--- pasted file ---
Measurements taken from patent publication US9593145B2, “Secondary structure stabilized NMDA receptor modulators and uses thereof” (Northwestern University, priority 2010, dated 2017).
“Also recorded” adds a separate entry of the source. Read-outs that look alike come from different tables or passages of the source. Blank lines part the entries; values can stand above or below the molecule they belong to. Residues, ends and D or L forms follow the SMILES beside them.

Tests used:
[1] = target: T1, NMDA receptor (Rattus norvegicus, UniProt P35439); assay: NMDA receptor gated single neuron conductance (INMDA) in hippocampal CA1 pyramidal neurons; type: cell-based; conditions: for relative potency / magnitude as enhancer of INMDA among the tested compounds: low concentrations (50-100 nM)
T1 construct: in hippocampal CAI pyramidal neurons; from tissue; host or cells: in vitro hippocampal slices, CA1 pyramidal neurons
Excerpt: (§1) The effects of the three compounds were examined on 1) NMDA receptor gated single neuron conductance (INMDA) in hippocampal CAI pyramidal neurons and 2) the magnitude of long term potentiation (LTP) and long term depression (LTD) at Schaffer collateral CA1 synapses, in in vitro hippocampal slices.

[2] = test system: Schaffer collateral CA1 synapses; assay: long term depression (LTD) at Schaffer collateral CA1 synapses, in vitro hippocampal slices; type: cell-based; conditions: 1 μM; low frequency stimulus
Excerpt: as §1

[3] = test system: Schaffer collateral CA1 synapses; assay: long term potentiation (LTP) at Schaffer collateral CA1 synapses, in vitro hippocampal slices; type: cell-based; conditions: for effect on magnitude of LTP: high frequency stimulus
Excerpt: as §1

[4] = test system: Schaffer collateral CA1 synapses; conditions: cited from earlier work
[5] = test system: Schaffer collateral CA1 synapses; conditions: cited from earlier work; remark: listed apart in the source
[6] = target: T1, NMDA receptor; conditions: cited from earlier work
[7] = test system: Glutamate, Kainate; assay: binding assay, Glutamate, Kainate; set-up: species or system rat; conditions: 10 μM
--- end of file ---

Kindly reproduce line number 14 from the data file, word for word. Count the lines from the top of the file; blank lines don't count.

[7] = test system: Glutamate, Kainate; assay: binding assay, Glutamate, Kainate; set-up: species or system rat; conditions: 10 μM